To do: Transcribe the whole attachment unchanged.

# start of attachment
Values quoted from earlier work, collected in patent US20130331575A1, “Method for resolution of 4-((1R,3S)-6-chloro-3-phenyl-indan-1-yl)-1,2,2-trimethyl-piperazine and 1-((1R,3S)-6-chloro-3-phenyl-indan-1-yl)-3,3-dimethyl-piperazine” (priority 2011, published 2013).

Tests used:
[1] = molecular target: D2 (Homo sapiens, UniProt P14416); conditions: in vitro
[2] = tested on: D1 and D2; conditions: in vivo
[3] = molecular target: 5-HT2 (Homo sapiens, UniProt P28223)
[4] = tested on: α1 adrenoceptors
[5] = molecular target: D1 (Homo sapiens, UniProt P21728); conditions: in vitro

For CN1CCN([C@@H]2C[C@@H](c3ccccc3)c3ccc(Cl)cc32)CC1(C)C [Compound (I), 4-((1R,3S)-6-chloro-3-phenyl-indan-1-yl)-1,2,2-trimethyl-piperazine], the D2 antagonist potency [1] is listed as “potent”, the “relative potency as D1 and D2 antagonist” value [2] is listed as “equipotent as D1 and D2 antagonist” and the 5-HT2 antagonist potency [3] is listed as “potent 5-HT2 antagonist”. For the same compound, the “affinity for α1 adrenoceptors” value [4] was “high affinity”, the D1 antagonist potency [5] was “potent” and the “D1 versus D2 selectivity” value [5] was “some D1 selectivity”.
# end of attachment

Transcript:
Values quoted from earlier work, collected in patent US20130331575A1, “Method for resolution of 4-((1R,3S)-6-chloro-3-phenyl-indan-1-yl)-1,2,2-trimethyl-piperazine and 1-((1R,3S)-6-chloro-3-phenyl-indan-1-yl)-3,3-dimethyl-piperazine” (priority 2011, published 2013).

Tests used:
[1] = molecular target: D2 (Homo sapiens, UniProt P14416); conditions: in vitro
[2] = tested on: D1 and D2; conditions: in vivo
[3] = molecular target: 5-HT2 (Homo sapiens, UniProt P28223)
[4] = tested on: α1 adrenoceptors
[5] = molecular target: D1 (Homo sapiens, UniProt P21728); conditions: in vitro

For CN1CCN([C@@H]2C[C@@H](c3ccccc3)c3ccc(Cl)cc32)CC1(C)C [Compound (I), 4-((1R,3S)-6-chloro-3-phenyl-indan-1-yl)-1,2,2-trimethyl-piperazine], the D2 antagonist potency [1] is listed as “potent”, the “relative potency as D1 and D2 antagonist” value [2] is listed as “equipotent as D1 and D2 antagonist” and the 5-HT2 antagonist potency [3] is listed as “potent 5-HT2 antagonist”. For the same compound, the “affinity for α1 adrenoceptors” value [4] was “high affinity”, the D1 antagonist potency [5] was “potent” and the “D1 versus D2 selectivity” value [5] was “some D1 selectivity”.